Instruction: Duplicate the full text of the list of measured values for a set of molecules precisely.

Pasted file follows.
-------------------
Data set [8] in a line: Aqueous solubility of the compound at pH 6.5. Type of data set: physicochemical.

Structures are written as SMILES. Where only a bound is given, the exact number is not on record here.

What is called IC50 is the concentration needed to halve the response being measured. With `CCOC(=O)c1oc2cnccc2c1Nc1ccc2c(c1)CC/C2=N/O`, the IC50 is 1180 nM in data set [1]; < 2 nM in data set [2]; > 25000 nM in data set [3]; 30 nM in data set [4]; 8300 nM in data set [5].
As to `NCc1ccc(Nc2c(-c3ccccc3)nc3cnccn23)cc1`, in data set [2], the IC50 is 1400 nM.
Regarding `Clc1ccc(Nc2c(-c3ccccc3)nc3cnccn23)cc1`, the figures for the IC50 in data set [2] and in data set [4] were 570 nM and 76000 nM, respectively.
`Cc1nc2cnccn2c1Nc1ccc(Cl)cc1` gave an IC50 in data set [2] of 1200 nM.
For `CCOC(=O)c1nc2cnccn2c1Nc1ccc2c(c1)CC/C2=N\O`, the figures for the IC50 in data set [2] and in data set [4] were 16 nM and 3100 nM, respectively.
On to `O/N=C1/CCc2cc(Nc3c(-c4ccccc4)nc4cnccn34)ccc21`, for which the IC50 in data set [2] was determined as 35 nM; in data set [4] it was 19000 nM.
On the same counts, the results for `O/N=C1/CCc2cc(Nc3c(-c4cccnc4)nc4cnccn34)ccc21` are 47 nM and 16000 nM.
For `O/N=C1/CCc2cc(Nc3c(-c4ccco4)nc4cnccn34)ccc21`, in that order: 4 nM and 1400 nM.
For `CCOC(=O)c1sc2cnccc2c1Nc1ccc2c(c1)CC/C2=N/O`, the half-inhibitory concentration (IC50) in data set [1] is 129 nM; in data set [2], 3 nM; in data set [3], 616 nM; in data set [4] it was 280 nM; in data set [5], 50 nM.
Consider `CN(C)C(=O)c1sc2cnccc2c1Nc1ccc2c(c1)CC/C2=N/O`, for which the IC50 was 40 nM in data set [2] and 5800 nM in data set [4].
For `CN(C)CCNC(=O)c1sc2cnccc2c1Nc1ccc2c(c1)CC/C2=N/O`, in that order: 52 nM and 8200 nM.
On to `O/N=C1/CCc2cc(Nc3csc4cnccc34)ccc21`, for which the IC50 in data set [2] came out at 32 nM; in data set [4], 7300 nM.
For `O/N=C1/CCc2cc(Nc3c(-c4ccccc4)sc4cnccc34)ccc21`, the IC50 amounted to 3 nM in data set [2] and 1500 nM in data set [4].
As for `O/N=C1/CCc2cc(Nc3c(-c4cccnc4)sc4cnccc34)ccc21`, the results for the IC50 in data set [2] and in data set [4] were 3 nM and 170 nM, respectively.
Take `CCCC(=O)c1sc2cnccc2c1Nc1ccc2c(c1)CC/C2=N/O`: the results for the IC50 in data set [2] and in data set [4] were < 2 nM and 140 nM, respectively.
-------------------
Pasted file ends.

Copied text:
Data set [8] in a line: Aqueous solubility of the compound at pH 6.5. Type of data set: physicochemical.

Structures are written as SMILES. Where only a bound is given, the exact number is not on record here.

What is called IC50 is the concentration needed to halve the response being measured. With `CCOC(=O)c1oc2cnccc2c1Nc1ccc2c(c1)CC/C2=N/O`, the IC50 is 1180 nM in data set [1]; < 2 nM in data set [2]; > 25000 nM in data set [3]; 30 nM in data set [4]; 8300 nM in data set [5].
As to `NCc1ccc(Nc2c(-c3ccccc3)nc3cnccn23)cc1`, in data set [2], the IC50 is 1400 nM.
Regarding `Clc1ccc(Nc2c(-c3ccccc3)nc3cnccn23)cc1`, the figures for the IC50 in data set [2] and in data set [4] were 570 nM and 76000 nM, respectively.
`Cc1nc2cnccn2c1Nc1ccc(Cl)cc1` gave an IC50 in data set [2] of 1200 nM.
For `CCOC(=O)c1nc2cnccn2c1Nc1ccc2c(c1)CC/C2=N\O`, the figures for the IC50 in data set [2] and in data set [4] were 16 nM and 3100 nM, respectively.
On to `O/N=C1/CCc2cc(Nc3c(-c4ccccc4)nc4cnccn34)ccc21`, for which the IC50 in data set [2] was determined as 35 nM; in data set [4] it was 19000 nM.
On the same counts, the results for `O/N=C1/CCc2cc(Nc3c(-c4cccnc4)nc4cnccn34)ccc21` are 47 nM and 16000 nM.
For `O/N=C1/CCc2cc(Nc3c(-c4ccco4)nc4cnccn34)ccc21`, in that order: 4 nM and 1400 nM.
For `CCOC(=O)c1sc2cnccc2c1Nc1ccc2c(c1)CC/C2=N/O`, the half-inhibitory concentration (IC50) in data set [1] is 129 nM; in data set [2], 3 nM; in data set [3], 616 nM; in data set [4] it was 280 nM; in data set [5], 50 nM.
Consider `CN(C)C(=O)c1sc2cnccc2c1Nc1ccc2c(c1)CC/C2=N/O`, for which the IC50 was 40 nM in data set [2] and 5800 nM in data set [4].
For `CN(C)CCNC(=O)c1sc2cnccc2c1Nc1ccc2c(c1)CC/C2=N/O`, in that order: 52 nM and 8200 nM.
On to `O/N=C1/CCc2cc(Nc3csc4cnccc34)ccc21`, for which the IC50 in data set [2] came out at 32 nM; in data set [4], 7300 nM.
For `O/N=C1/CCc2cc(Nc3c(-c4ccccc4)sc4cnccc34)ccc21`, the IC50 amounted to 3 nM in data set [2] and 1500 nM in data set [4].
As for `O/N=C1/CCc2cc(Nc3c(-c4cccnc4)sc4cnccc34)ccc21`, the results for the IC50 in data set [2] and in data set [4] were 3 nM and 170 nM, respectively.
Take `CCCC(=O)c1sc2cnccc2c1Nc1ccc2c(c1)CC/C2=N/O`: the results for the IC50 in data set [2] and in data set [4] were < 2 nM and 140 nM, respectively.